In this Book

Begging as a Path to Progress
summary
In 1992, Calhuasí, an isolated Andean town, got its first road. Newly connected to Ecuador’s large cities, Calhuasí experienced rapid social-spatial change, which Kate Swanson richly describes in Begging as a Path to Progress.

Based on nineteen months of fieldwork, Swanson’s study pays particular attention to the ideas and practices surrounding youth. While begging seems to be inconsistent with—or even an affront to—ideas about childhood in the developed world, Swanson demonstrates that the majority of income earned from begging goes toward funding Ecuadorian children’s educations in hopes of securing more prosperous futures.

Examining beggars’ organized migration networks, as well as the degree to which children can express agency and fulfill personal ambitions through begging, Swanson argues that Calhuasí’s beggars are capable of canny engagement with the forces of change. She also shows how frequent movement between rural and urban Ecuador has altered both, masculinizing the countryside and complicating the Ecuadorian conflation of whiteness and cities. Finally, her study unpacks ongoing conflicts over programs to “clean up” Quito and other major cities, noting that revanchist efforts have had multiple effects—spurring more dangerous transnational migration, for example, while also providing some women and children with tourist-friendly local spaces in which to sell a notion of Andean authenticity.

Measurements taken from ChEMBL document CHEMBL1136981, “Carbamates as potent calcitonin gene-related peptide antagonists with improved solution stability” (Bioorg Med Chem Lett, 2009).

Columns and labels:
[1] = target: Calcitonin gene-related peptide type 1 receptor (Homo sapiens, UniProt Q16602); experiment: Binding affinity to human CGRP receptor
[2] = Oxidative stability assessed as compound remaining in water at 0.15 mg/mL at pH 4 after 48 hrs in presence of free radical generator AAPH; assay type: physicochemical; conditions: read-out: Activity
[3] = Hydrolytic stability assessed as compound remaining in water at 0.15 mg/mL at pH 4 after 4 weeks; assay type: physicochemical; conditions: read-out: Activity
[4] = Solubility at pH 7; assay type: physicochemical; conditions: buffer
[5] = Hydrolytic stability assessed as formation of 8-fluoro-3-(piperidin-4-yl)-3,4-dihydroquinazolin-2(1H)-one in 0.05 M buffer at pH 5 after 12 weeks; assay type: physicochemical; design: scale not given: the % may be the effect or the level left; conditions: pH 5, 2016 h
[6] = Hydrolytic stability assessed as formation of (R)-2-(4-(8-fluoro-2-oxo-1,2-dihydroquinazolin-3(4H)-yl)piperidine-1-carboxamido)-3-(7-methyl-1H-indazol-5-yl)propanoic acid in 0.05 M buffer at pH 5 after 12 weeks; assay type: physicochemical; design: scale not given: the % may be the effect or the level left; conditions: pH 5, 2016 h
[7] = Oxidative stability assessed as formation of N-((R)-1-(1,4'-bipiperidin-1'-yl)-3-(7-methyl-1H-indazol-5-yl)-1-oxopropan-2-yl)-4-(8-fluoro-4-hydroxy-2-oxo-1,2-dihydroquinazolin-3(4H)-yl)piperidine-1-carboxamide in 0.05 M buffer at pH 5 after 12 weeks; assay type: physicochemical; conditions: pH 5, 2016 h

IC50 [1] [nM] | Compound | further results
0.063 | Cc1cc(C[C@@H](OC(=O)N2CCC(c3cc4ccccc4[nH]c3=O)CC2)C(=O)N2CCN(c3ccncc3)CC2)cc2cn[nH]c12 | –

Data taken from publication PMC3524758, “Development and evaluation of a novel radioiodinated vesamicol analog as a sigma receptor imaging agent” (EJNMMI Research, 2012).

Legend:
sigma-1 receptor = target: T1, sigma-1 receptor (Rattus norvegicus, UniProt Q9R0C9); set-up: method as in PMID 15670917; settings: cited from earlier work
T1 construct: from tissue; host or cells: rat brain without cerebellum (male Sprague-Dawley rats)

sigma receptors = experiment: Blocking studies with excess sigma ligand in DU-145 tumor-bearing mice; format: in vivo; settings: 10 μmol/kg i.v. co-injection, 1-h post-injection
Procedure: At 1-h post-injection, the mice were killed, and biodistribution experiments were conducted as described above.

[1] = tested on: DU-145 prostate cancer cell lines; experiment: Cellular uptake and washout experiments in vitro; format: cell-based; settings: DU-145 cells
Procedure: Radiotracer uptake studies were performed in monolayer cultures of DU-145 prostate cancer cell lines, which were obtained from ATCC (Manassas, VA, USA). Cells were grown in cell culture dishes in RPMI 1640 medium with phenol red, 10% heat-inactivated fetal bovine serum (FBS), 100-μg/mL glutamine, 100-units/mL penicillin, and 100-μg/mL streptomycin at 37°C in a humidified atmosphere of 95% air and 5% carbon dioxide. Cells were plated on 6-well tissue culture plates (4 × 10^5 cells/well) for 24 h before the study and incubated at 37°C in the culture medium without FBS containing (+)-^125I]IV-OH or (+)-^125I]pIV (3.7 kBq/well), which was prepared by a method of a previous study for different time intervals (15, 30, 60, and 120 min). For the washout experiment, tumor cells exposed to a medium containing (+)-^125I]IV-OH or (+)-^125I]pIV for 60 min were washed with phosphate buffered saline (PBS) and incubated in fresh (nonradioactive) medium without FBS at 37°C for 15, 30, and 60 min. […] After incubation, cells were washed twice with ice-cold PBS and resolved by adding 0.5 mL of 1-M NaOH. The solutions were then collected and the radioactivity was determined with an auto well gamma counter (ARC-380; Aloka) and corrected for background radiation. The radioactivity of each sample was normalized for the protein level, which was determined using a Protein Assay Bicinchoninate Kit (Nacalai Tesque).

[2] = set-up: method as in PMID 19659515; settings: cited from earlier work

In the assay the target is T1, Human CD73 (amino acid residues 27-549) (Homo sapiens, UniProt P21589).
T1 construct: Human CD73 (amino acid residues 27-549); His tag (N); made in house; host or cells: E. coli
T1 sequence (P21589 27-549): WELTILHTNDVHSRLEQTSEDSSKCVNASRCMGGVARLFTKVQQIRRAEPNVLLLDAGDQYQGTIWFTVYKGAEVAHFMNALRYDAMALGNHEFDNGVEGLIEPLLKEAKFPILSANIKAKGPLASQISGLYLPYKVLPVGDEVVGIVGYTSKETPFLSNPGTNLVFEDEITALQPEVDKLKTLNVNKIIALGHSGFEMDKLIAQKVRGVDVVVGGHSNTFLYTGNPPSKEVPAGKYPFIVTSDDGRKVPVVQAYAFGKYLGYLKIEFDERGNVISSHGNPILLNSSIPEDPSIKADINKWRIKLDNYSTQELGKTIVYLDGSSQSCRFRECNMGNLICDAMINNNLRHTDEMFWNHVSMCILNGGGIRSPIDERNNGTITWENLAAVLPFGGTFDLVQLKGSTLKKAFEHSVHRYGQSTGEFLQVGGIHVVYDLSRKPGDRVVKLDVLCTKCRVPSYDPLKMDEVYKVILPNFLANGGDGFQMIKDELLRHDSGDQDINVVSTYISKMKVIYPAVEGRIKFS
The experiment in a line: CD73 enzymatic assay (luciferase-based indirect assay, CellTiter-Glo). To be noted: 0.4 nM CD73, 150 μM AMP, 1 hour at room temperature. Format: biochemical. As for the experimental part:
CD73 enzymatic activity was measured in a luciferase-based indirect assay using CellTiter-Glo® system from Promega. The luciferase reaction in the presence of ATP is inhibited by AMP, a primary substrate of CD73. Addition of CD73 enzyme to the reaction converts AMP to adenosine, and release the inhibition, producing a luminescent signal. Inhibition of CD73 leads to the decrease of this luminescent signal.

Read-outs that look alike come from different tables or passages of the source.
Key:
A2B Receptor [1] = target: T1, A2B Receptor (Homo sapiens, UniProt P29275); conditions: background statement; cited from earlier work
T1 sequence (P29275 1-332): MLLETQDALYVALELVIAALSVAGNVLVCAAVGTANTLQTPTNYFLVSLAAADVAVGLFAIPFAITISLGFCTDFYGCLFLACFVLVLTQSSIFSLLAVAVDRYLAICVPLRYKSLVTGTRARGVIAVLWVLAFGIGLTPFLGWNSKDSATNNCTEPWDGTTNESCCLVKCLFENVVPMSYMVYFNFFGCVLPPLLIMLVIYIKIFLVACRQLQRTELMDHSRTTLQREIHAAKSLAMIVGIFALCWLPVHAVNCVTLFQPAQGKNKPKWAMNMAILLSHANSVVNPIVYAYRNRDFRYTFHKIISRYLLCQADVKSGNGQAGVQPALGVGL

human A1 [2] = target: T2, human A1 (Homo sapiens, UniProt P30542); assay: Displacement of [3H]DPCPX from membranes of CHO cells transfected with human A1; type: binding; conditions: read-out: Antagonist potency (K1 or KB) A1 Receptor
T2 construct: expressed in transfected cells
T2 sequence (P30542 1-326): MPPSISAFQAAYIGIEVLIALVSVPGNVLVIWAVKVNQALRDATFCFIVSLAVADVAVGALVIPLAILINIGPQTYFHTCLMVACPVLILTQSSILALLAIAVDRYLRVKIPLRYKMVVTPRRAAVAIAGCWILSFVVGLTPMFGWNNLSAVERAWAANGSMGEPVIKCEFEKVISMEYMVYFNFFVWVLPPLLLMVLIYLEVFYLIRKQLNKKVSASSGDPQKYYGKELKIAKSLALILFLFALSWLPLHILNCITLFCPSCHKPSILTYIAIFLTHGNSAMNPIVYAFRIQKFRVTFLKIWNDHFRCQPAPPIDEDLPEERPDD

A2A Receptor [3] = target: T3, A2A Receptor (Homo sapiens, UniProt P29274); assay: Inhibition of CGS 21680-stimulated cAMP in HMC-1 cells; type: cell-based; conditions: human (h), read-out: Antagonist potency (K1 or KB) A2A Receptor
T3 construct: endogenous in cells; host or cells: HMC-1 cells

Table of Contents

  1. Cover
  2. pp. C-1
  3. restricted access Download |
  1. Title Page, Copyright, Dedication
  2. pp. i-vi
  3. restricted access Download |
  1. Contents
  2. pp. vii-viii
  3. restricted access Download |
  1. List of Illustrations
  2. pp. ix-x
  3. restricted access Download |
  1. Acknowledgments
  2. pp. xi-xvi
  3. restricted access Download |
  1. Introduction: Unraveling Myths
  2. pp. 1-11
  3. restricted access Download |
  1. Chapter 1: Ecuador: Economic Crisis, Poverty, and Indigenous Identities
  2. pp. 12-28
  3. restricted access Download |
  1. Chapter 2: Indigenous Childhoods: Gender, Work, Education, and Migration in the Andes
  2. pp. 29-49
  3. restricted access Download |
  1. Chapter 3: Migrant Childhoods: Street Work and Youth Identities
  2. pp. 50-73
  3. restricted access Download |
  1. Chapter 4: Antibegging Rhetoric: Gendered Beggars, Child Beggars, and “Disguised” Beggars
  2. pp. 74-91
  3. restricted access Download |
  1. Chapter 5: Race, Space, and the City: Whitening the Streets of Quito and Guayaquil
  2. pp. 92-110
  3. restricted access Download |
  1. Conclusion: Begging as a Path to Progress
  2. pp. 111-118
  3. restricted access Download |
  1. Notes
  2. pp. 119-122
  3. restricted access Download |
  1. References
  2. pp. 123-136
  3. restricted access Download |
  1. Index
  2. pp. 137-146
  3. restricted access Download |
Back To Top

This website uses cookies to ensure you get the best experience on our website. Without cookies your experience may not be seamless.